Residential treatment provides a space for healing. In this setting, the individual will be free from external triggers that agitate the disorder, allowing them to attain a sense of calm while receiving specialized treatment. Treatment for bipolar disorder includes the following:
Medication: Mood-stabilizing medications, such as antipsychotics and antidepressants, are the most commonly prescribed drugs for treating bipolar disorder. The specific type of bipolar disorder will dictate the medications. Lithium is the predominant medication prescribed for controlling bipolar disorder, in addition to anticonvulsants and SSRIs. Medication compliance is essential for maintaining emotional stability.
Psychotherapy: Thoughts can influence behaviors, and negative thoughts can lead to self-destructive behaviors. Cognitive behavioral therapy (CBT) is the most commonly used form of psychotherapy for treating bipolar disorder. CBT therapists will guide the individual to identify thought distortions or triggers that lead to disruptive behaviors and help them change these destructive thought patterns.
Interpersonal and social rhythm therapy. IPSRT provides life skills that help the patient learn how to better predict and manage bipolar episodes. This therapy focuses on the importance of maintaining a consistent daily routine, in addition to improving interpersonal relations and stress management.
Holistic: Experiential and holistic therapies can aid in the healing of severe bipolar disorder symptoms and promote overall wellness. These activities might include massage therapy, yoga, deep breathing techniques, practicing mindfulness, guided meditation, and aromatherapy.
Lifestyle: Because establishing a healthy routine is an essential aspect of managing bipolar disorder, inpatient treatment centers will counsel patients on diet and exercise. Sticking to a regular sleep schedule, getting regular exercise, eating nutritiously, and managing stress are all intrinsic to achieving stability and reducing the probability of a relapse.
Minimizing Bipolar Disorder Relapse
Although there is no cure for bipolar disorder, the condition can be managed using a combination of psychotherapy, medication, and lifestyle adjustments. By being vigilant and proactive with these interventions, an individual can expect to enjoy more stability and overall wellness while living a productive life.
Following residential treatment, it is helpful to continue to integrate the holistic methods introduced there into daily life. These practices help to regulate stress, which is a trigger for bipolar. In addition to the relaxation methods, using the new thought and behavior patterns learned through CBT training becomes a foundational coping mechanism. Continuing to receive ongoing outpatient therapy is another aftercare effort that should be included following inpatient treatment.
Bipolar disorder doesn’t only impact the individual but also affects those within their orbit. Bipolar support groups can be very helpful to both the individual with the disorder and their loved ones, as these groups offer helpful tips and strategies for family members managing life alongside someone struggling with bipolar disorder. Not only the family support help the family better understand their loved one’s BPD, but it can help to foster a calmer and better-functioning family dynamic.
An important aspect of maintaining the quality of life following treatment is learning how to spot the warning signs of a bipolar meltdown. Even with the most diligent adherence to ongoing continuing care efforts, relapse is still a possibility. In fact, according to a study published in the Iranian Journal of Psychiatry, at least 75% of those with bipolar disorder will experience relapse. Some warning signs include sleep disturbance, increasing irritability, restlessness, trouble concentrating, isolating behaviors, feeling “flat,” and suicidal thoughts.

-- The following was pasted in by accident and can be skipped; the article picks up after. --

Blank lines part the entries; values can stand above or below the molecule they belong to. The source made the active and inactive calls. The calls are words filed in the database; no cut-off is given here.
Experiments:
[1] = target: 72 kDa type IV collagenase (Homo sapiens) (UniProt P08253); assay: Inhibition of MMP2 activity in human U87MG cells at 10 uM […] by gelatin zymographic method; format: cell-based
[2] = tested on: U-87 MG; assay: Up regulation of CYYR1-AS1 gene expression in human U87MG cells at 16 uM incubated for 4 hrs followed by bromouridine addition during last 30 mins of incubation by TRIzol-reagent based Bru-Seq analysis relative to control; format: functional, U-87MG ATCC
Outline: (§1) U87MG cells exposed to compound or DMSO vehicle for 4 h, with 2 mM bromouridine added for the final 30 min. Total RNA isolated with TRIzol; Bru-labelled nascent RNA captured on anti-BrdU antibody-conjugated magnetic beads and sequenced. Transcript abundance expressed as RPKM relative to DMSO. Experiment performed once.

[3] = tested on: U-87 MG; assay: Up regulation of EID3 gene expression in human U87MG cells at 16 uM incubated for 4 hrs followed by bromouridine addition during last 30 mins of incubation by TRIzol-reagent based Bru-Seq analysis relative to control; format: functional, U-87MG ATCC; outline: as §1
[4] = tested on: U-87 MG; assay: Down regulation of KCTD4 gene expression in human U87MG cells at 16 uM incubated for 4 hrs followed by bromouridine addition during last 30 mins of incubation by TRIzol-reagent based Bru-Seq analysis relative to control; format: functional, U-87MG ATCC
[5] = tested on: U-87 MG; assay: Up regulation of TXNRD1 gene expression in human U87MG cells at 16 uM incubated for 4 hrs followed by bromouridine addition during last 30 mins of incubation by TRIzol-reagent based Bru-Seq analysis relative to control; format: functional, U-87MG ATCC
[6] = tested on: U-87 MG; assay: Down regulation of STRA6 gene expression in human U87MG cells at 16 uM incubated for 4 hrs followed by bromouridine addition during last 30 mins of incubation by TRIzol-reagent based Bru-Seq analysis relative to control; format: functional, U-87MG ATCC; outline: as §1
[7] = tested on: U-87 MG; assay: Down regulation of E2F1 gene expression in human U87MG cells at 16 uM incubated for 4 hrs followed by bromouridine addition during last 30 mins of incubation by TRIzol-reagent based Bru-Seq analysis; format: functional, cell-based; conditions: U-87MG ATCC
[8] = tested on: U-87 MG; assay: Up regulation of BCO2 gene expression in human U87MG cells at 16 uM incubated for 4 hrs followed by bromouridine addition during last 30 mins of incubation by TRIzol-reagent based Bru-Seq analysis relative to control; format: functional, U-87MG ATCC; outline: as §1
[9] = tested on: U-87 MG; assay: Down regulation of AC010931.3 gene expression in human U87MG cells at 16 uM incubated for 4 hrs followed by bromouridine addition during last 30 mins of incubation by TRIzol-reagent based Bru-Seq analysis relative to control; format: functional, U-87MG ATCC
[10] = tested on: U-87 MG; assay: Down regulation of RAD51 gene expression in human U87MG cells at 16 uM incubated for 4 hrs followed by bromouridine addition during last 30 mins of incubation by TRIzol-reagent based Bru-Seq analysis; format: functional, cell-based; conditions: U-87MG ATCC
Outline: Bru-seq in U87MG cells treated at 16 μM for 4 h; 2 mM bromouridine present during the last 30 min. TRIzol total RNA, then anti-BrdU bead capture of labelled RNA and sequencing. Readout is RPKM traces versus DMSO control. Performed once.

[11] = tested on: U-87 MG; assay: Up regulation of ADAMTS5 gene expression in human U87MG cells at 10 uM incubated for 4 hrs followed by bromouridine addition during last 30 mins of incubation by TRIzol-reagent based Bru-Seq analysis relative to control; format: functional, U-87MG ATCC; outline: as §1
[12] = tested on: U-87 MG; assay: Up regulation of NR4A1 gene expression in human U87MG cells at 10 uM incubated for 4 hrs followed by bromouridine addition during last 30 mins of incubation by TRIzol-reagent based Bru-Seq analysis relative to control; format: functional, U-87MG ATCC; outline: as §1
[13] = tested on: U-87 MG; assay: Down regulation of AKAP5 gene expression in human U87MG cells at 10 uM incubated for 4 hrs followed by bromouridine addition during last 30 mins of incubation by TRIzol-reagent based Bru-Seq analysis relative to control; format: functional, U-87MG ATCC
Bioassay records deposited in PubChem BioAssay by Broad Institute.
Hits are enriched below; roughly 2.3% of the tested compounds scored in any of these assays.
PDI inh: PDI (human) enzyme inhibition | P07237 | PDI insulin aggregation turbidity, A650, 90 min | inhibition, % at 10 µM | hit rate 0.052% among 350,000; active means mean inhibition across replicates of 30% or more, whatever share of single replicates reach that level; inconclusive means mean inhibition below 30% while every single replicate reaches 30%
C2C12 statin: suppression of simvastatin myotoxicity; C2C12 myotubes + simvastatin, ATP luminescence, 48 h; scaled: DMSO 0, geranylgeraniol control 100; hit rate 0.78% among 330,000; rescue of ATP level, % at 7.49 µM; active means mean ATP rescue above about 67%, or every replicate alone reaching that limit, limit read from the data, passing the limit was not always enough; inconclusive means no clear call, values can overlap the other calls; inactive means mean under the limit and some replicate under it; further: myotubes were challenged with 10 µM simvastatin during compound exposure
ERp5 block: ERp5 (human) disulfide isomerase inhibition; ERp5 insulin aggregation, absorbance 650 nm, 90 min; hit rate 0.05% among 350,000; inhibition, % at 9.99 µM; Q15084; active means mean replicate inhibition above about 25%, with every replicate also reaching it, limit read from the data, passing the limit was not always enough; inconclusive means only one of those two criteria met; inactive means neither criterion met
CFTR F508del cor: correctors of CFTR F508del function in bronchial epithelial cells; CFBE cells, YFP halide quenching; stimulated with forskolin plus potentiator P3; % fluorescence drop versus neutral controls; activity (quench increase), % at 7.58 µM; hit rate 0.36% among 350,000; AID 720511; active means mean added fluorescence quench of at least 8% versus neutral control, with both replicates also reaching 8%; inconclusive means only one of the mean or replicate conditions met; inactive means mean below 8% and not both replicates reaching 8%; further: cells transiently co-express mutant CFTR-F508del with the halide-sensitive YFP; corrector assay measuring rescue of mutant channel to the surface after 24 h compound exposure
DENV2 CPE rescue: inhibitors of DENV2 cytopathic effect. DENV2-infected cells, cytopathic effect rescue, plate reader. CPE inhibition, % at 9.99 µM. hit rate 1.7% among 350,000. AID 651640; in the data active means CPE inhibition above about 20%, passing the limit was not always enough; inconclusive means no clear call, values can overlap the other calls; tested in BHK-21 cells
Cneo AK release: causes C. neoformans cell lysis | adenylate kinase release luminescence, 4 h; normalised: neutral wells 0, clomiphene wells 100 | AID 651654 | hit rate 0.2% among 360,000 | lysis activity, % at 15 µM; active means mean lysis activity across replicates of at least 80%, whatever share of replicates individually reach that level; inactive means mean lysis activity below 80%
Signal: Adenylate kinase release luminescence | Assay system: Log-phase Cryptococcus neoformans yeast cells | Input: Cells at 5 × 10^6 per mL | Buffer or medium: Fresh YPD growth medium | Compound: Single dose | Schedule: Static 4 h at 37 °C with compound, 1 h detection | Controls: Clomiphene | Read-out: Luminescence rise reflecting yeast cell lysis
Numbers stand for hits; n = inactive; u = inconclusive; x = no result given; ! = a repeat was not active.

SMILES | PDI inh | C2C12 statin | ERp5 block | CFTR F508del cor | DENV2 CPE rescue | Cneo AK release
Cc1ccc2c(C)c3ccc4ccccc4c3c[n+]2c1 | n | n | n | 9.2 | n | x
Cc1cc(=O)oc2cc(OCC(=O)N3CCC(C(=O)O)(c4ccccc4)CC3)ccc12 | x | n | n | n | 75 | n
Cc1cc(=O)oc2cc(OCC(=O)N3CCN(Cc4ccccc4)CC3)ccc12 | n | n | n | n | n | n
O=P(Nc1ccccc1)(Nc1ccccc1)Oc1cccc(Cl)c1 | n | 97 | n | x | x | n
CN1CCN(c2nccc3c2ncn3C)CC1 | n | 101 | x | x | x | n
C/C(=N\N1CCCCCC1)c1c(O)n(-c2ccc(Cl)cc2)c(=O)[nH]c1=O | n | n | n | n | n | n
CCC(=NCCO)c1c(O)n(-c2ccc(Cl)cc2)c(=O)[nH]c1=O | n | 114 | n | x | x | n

Can Bipolar Disorder Become a Disability?
In severe cases of bipolar disorder, where the individual is so impaired by the disorder that they are unable to function effectively on the job, Social Security Disability Insurance (SSDI) benefits may be available. There are various considerations the Social Security Administration will review prior to approving benefits, but knowing that a bipolar disability may warrant SSDI benefits provides peace of mind to individuals with extreme cases.
The SSA Blue Book details the evaluation criteria that will determine whether the person meets the eligibility threshold. Generally, benefits will be considered if impairment exists in the work environment after a history of consistent manic and/or depressive episodes resulting in two of the following three restrictions:
- Severe limitation of daily activity
- Inability to interact normally with coworkers or management
- Deterioration of mental health despite treatment that helped previously
Regardless of whether the applicant for SSDI meets the above criteria, they can still qualify if they have a medical history that documents a minimum of two years with a diagnosed affective (mood) disorder, including bipolar disorder.
Elevation Behavioral Health Treats Bipolar Disorder
Elevation Behavioral Health is a Los Angeles-based residential mental health center that offers a wide array of services for individuals in need of more intensive intervention for bipolar disorder. Using a blend of evidence-based and holistic treatment methods offers a more comprehensive approach. The beautiful private facility offers upscale accommodations and spa-like amenities, which enhance the overall treatment experience. For more details about our treatment program for bipolar disorder, please reach out to Elevation Behavioral Health today at (888) 561-0868.